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Foreigners in New Delhi wearing face masks against air pollution.
AP Photo/Altaf Qadri
Healthy style.
POLLUTION CHIC

Delhi’s rich and beautiful are breathing clean air stylishly, with help from the Nevada desert

By Maria Thomas & Itika Sharma Punit

As Delhi remains enveloped in a toxic smog, some of the city’s residents are bearing the situation in style.

Over the past week, sales of respiratory masks have surged, with many locals even lining up for hours to stock up, wiping off offline and online supplies.

One of the most popular options this past week has been Vogmask, a brand from California that has made quite a name for itself in Asia with its bright colours and patterns—a far cry from the usual clinical blues and greens.

Vogmask is the brainchild of mother-son duo Wendover and Marc Brown who came up with the idea for the product after attending Burning Man, an arts festival organised in the Nevada desert, in 2011. The goal: keep sand at bay and look cool while doing so.

But, of course, the mask is supposed to be more than just a pretty accessory, even if its high-fashion designs have graced runways in Hong Kong and Paris. Made of microfibre, Vogmask is designed to filter out most particulate matter (PM), notably the notoriously unhealthy PM2.5 that is known to cause serious respiratory diseases. The combination of fashion and function made it a big hit in China in 2014, when air pollution hit deadly levels.

With Delhi now facing a similar situation, India seems to have become the company’s next hotspot.

Sold by Nirvana Being, which also sells air purifiers, Vogmask was brought to India by entrepreneur Jai Dhar Gupta in January 2015 and is now available online and at four stores in Delhi. Gupta brought it to India following his own struggle with breathing easy in the capital city.

A basic black Vogmask costs Rs1,800 ($27) and the price goes up to Rs2,800 for the “vegan leather” option. But without doubt, the real draw are the stylish variants by fashion designer Manish Arora that come in vivid butterfly, paisley, and star prints, among others. These designs made an appearance at the Paris Fashion Week last year and are now priced between Rs2,300 and Rs2,500 each.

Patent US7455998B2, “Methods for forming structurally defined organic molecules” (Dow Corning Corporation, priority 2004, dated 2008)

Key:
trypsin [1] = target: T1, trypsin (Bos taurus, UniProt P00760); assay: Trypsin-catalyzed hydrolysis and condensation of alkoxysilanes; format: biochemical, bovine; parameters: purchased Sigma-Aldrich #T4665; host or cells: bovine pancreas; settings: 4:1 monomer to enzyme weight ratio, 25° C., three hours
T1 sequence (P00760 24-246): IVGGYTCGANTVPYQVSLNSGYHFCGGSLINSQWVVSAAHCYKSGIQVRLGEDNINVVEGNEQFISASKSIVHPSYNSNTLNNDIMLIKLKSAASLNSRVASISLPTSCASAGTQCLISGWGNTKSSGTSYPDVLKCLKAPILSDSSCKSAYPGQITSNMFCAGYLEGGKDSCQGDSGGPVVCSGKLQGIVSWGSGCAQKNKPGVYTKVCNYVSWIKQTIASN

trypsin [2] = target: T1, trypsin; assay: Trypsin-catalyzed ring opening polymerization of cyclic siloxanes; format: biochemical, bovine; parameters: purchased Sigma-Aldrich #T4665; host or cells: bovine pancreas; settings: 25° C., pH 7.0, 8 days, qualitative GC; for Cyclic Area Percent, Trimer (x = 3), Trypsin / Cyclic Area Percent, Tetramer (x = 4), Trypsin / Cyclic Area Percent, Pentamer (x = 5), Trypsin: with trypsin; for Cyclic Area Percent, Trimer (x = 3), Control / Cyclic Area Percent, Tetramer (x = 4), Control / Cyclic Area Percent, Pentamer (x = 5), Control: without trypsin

That’s considerably more expensive than regular masks that usually cost under Rs100. Yet, clearly, it is a price that Delhi’s residents are willing to pay given the “gas chamber” conditions in India’s national capital.

Mask madness

Vogmask sales have skyrocketed in India of late; Nirvana Being has sold as many Vogmasks in the last week as it did in the whole of 2015. That reflects the overall increase in sale of pollution protection masks that coincides with Delhi’s toxic haze. In the last five days, Snapdeal, one of India’s biggest online retailers, has seen a 150% increase in the sale of such masks. While the company did not share specific data on Vogmasks, it did say that 90% of the sales were of branded masks, including ones made by Reckitt Benckiser and Honeywell, besides Vogmask.

Similarly, Amazon India has seen a six-fold jump in sales of masks during the same time, the company said, noting that most of the orders were coming from Delhi.

If anything, with this unanticipated spike in demand, there may soon be a supply shortage, according to both Gupta of Vogmask and Snapdeal.